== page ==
British Columbia

B.C. records 358 new cases of COVID-19 and no additional deaths

B.C. health officials announced 358 new cases of COVID-19 and no additional deaths on Tuesday.

There are 300 people in hospital with the disease, 104 of whom are in intensive care

Passengers check their tickets at Air Canada’s kiosk at international arrivals at Vancouver’s international airport (YVR) in Richmond, British Columbia. (Ben Nelms/CBC)

B.C. health officials announced 358 new cases of COVID-19 and no additional deaths on Tuesday.

In a written statement, the provincial government said there are currently 2,889 active cases of people infected with the novel coronavirus in B.C.

A total of 300 people are in hospital, with 104 in intensive care.

Overall hospitalizations, which typically lag behind spikes and dips in new cases, are down by 13 per cent from last Tuesday, when 345 people were in hospital with the disease and about 31.1 per cent from a month ago when 436 people were in hospital.

The number of patients in intensive care is down by about 9.5 per cent from 115 a week ago and by a third from last month when 156 people were in the ICU.

The regional breakdown of new cases is as follows:

  • 107 new cases in Fraser Health, which has 1,018 total active cases.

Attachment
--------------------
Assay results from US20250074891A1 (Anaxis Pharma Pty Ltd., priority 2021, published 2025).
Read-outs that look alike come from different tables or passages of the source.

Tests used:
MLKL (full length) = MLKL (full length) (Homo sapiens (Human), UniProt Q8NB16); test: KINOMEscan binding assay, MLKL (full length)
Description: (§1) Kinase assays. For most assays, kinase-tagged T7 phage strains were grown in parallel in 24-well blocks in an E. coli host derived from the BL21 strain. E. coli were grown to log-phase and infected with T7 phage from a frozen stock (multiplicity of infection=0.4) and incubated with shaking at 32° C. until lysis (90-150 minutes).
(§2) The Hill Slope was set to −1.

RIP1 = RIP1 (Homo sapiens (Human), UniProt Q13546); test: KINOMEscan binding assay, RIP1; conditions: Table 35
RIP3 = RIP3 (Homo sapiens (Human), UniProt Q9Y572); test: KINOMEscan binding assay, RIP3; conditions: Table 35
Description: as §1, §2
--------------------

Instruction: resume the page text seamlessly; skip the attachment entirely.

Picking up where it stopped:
• 85 new cases in Interior Health, which has 552 total active cases.
  • 57 new cases in Island Health, which has 539 total active cases.
  • 56 new cases in Northern Health, which has 337 total active cases.
  • 53 new cases in Vancouver Coastal Health, which has 443 total active cases. 
  • There are no new cases among people who reside outside of Canada, a group which has zero total active cases.

There are a total of five active outbreaks in assisted living, long-term, and acute care facilities. The province has declared an outbreak at Abbotsford Regional Hospital over.

Acute care outbreaks include:

  • Ridge Meadows Hospital
  • St. Paul's Hospital

As of Tuesday, 91.1 per cent of those 12 and older in B.C. have received their first dose of a COVID-19 vaccine, 87.8 per cent a second dose and 10 per cent a third dose.